Why are you interested in this project?

I have long worked as an advocate am interested in this project for a number of reasons. I believe that there is merit in highlighting how technologies can be of benefit to artists and indeed all disabled people and to increase awareness and access to networks to disseminate the available knowledge. The remit of Decibels seems to strongly promote that case. I also feel strongly that technologies has in recent years become a byword for solutions in respect of disability and access, and this is a dangerous and misleading premise.

There is much PR and marketing about the improved accessibility of technology, yet this has not been my own experience or that of people I know with similar issues and needs. It seems that even the largest trans-national companies (e.g. Apple and Google) are guilty of putting [their idea of] style ahead of access needs despite the evidence and the enormous resources available to them. I feel that a broad discussion, which highlights the good and the bad aspects of technology as well as the differences among users, can only be a useful thing and may help to encourage more inclusive research in the future.

 

Three examples of past work

Toll (2013)

Bell-bronze 1220 x 550 x 25 mm

Installation view at Camden Arts Centre

An interactive sound sculpture at the garden of Camden Arts Centre. The form is based on a leaf taken from the ash tree and has the raised letter text which reads; Elm, Thrush, Butterfly, Bee, Starling, Sparrow, Ash. These are species of flora and fauna common when the artist was a child but are now at risk.

Toll (2013)

Toll (2013)

 

 

Some Cuts Resonate (2011)

Bell Bronze, 122 x 122.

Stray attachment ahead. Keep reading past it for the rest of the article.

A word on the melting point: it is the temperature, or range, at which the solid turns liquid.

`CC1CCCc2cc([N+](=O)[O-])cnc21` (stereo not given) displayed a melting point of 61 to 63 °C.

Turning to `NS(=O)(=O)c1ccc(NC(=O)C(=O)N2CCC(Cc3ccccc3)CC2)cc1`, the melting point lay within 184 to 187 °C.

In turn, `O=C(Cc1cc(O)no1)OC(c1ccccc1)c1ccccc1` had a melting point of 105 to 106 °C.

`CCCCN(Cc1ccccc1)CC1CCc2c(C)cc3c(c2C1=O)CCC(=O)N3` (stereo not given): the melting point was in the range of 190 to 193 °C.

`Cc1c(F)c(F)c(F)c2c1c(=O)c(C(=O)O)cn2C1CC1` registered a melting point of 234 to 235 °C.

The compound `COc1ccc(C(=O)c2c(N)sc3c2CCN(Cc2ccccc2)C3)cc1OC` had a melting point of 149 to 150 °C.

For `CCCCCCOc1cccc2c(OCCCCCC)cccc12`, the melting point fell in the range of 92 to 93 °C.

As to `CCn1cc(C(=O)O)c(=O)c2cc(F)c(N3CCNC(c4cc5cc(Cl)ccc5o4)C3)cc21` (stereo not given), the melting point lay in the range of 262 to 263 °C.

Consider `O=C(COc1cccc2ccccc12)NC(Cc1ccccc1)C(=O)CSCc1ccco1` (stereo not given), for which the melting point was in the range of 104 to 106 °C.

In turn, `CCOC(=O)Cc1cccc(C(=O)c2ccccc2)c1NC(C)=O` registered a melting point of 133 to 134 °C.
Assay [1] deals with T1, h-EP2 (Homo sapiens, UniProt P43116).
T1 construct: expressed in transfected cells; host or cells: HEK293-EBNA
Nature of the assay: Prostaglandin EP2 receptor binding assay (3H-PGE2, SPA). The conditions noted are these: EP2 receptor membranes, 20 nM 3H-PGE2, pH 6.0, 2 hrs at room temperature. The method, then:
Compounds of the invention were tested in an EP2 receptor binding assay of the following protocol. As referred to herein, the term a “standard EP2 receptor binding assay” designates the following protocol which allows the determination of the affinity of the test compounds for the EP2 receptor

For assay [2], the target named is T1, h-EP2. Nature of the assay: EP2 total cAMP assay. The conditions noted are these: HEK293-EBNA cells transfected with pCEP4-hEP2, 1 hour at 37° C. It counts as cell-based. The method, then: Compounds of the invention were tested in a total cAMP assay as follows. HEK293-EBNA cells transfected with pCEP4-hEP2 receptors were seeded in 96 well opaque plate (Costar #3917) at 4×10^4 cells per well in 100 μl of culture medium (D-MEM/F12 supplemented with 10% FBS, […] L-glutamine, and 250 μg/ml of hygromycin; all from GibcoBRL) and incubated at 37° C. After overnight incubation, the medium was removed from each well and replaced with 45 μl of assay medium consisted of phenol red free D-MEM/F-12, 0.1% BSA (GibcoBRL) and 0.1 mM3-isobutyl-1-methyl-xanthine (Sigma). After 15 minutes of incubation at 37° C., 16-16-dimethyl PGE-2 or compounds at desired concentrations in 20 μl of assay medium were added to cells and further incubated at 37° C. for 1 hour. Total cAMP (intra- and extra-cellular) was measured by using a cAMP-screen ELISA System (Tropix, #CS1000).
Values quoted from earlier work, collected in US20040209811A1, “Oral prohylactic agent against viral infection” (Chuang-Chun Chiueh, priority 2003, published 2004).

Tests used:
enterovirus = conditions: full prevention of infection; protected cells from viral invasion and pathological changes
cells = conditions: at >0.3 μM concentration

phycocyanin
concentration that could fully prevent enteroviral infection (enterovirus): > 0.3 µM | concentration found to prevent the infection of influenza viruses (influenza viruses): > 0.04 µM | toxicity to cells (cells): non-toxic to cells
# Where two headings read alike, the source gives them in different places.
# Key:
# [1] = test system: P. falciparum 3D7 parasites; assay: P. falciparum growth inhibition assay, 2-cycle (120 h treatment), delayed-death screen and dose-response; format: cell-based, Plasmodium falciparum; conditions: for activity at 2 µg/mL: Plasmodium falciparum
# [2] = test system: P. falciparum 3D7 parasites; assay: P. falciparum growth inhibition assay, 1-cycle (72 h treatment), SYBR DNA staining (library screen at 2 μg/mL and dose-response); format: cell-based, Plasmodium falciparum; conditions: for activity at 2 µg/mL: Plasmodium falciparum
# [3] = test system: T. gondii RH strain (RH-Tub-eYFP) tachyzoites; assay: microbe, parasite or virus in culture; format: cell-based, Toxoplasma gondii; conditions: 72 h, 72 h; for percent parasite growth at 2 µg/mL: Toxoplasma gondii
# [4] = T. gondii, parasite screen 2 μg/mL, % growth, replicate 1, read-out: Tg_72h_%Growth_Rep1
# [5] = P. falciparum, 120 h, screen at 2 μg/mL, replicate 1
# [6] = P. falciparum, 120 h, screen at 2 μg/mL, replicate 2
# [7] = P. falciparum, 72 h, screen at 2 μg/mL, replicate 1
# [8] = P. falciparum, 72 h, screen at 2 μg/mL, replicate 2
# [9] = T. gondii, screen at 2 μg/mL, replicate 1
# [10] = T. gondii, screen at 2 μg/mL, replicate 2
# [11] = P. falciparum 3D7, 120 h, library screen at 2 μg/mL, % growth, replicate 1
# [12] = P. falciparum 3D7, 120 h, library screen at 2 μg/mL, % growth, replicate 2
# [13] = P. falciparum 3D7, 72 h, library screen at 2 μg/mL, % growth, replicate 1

Installation View – Millbank, London.

Winner of Cass Scupture Prize 2011.

This interactive work (which can spin on a swivel) is a comment on the cuts to arts and arts education.

Some Cuts Resonate (2011) Photo by Chris Wainwright

Some Cuts Resonate (2011)
Photo by Chris Wainwright

 

 

The Sound of Their Deaths in Australia (2014)

Bell- bronze 450 x 450 x 380 mm

Installation view, Henry Moore Plinth Millbank.

The site at Millbank was once a prison from where prisoners were deported to Australia and this interactive work was an homage to their memory.

The Sound of their Deaths in Australia (2014)

The Sound of their Deaths in Australia (2014)

 

 

Website

http://www.aaronmcpeake.com

 

 

How do you use technology in your work?

Awaiting responses






Project Manager: Gemma Holsgrove

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Project Researcher: Will Sidebottom

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Project Co-ordinator: Debbie Flory

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Project Researcher: Will Sidebottom


Will is a singer-songwriter aspiring to be a Music Therapist, currently a Workshop Leader for Chiltern Music Therapy, a not-for-profit organisation that provides music therapy services to people of all ages and many different needs. Will is also a volunteer for Deafax, a charity that develops solutions and opportunities for deaf people, in order to empower and enhance their lives.

Will studied Bmus Commercial Music Performance at the University of Westminster, graduating in 2015
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Project Co-ordinator: Debbie Flory


Debbie joined Decibels in October 2014 and spends her time helping out with the day-to-day administration of the office as well as assisting with researching and sending out funding applications and co-ordinating the current projects. Prior to this, Debbie worked for many years in the Financial Services Sector starting as a member of the New Business Team and ending her career as Executive Assistant to the CEO & Sales Director. She was then approached by an ex-work colleague who was volunteering at Deafax, a charity for the deaf, to see if she would be interested in supporting them on their “admin side of things” – Debbie is still there 11 years later! Hobbies include travelling, cooking, reading and spending time with family and friends.
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